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When I was a litle girl, I used to spend my days in the kitchen, quite literally. A round wooden table by the big kitchen windows was our home’s centerpiece. My mother cooked everyday and I would stay by her side, at the table, doing school homework or simply observing her, while the onions would brown in the pan and the coffee would steam from the small dzezva pot on the stove. The memories of my childhood are deeply rooted in food.

When we would visit my grandparents’ their table was never empty. There, the meals were like rituals. My grandfather always prepared zganci for breakfast, a cream and milk polenta meal of the old days. He would let me stir the bubbling yellow liquid and then pour the milk on the hot blobs of cooked polenta. Before noon it was time for marenda, an elevenses of sorts. I can still see my grandfather cutting a slice of bread into small small pieces on the wooden board and then topping the pieces with his favourite sausage before throwing them in hs mouth with pleasure.

To open the fridge there was like opening a chest of secrets, you never knew what was inside, but it was sure it’s delicious: big chunks of grandmas fresh puina cheese, white paper packages with homemade speck, or big casseroles with dark red potato goulash. I would always secretly hope to find a small craft bag filled with cvarci, handmade pork crisps my grandfather would bring from his family in the North. Every autumn he would bring homemade cider he would made in his cellar and freshly picked forest chestnuts. We would receive packages of food from grandmothers family in the coast with pomegranates popping out from the carton boxes.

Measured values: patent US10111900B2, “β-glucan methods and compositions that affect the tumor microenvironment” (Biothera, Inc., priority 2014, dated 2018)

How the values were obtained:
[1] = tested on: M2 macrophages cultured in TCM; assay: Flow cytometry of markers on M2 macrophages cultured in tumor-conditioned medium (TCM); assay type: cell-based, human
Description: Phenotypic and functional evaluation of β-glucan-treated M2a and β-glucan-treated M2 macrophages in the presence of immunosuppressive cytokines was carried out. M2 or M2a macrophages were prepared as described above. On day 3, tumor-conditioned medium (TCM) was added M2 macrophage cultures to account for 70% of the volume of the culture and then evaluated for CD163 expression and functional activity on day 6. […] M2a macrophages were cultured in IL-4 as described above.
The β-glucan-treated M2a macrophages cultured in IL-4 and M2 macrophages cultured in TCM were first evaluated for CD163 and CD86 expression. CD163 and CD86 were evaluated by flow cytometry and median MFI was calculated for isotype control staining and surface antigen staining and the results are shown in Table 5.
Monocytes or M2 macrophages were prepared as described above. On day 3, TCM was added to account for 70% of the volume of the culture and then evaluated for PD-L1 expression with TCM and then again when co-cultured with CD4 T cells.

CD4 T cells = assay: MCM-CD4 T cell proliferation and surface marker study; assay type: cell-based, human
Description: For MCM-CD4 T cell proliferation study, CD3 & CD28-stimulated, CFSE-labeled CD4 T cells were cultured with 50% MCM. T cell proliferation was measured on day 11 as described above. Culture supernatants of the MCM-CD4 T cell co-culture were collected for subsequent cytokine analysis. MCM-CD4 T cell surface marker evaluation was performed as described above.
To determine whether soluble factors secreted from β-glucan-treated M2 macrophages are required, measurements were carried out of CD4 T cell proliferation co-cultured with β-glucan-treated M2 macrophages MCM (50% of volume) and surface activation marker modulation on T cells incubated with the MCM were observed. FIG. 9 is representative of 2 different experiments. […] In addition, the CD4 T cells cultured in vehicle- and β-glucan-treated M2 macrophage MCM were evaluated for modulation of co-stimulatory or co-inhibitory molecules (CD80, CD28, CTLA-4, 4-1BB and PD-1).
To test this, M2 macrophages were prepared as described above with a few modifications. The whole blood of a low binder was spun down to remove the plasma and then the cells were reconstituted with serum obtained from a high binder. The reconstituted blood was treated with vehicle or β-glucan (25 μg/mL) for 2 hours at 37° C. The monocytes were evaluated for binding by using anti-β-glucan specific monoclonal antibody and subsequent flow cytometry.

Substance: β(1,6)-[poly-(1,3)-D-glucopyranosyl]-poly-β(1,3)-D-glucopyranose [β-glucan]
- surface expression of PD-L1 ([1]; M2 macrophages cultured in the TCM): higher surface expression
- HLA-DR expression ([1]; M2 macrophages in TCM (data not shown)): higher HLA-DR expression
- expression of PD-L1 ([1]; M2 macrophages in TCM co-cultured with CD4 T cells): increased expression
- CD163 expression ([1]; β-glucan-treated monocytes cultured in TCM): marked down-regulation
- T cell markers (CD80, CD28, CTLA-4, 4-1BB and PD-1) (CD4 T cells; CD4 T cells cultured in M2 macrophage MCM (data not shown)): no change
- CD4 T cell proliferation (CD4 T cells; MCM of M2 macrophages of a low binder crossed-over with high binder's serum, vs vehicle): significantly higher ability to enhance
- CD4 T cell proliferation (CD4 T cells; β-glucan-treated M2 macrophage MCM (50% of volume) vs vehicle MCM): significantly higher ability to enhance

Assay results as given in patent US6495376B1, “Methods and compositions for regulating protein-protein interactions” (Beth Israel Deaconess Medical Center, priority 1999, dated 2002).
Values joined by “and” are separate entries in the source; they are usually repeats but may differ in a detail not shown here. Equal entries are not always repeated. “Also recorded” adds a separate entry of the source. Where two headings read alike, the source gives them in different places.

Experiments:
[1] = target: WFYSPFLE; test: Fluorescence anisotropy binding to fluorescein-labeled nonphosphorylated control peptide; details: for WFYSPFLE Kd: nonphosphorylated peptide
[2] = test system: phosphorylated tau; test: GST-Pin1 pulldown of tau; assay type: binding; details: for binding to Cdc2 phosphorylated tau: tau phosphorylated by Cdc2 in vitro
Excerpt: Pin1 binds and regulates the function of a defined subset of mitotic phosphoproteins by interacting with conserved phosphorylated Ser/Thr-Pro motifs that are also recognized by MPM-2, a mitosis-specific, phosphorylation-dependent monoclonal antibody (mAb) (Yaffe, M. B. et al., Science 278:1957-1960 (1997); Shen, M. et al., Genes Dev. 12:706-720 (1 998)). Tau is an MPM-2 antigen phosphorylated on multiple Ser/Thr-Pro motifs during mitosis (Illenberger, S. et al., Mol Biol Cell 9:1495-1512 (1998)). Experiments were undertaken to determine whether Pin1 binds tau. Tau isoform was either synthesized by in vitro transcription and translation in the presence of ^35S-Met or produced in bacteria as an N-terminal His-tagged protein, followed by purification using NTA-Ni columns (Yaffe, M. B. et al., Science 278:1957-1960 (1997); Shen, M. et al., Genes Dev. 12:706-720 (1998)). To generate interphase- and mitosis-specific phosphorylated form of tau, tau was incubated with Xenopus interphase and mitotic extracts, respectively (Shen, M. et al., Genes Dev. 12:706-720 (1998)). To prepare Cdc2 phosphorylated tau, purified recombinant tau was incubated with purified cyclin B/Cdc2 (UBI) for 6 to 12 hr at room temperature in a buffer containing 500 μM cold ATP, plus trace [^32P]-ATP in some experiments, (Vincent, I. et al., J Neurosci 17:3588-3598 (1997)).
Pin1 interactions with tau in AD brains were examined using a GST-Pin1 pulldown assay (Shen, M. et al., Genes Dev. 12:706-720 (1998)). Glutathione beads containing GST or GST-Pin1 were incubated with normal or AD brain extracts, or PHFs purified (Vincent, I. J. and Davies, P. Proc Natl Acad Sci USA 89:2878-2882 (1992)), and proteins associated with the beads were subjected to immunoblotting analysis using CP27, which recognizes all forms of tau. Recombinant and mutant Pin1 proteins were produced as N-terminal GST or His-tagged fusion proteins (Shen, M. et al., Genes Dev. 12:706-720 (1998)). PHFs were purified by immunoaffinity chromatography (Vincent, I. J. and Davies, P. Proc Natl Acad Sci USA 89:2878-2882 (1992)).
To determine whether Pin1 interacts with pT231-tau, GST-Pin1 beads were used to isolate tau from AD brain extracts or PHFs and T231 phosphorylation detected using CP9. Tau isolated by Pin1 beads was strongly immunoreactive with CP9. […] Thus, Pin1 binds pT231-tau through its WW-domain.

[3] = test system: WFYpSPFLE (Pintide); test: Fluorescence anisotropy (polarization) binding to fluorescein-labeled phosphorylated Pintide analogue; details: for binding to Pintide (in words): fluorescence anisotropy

In my mid twenties, I moved to Paris for doctoral studies. There, my deep connections with food materialised and become a way of life. Cooking is a form of expression, it is art, a neverending experiment and deep connection with my roots.

The recipes and stories on this blog are a part of my heritage. Recipes I’ve known since I was a child, the ones I always go back to and new recipes that I’ve discovered later, all of them which reflect my love for food, storytelling and simplicity. A neverending nostalgia of flavours.

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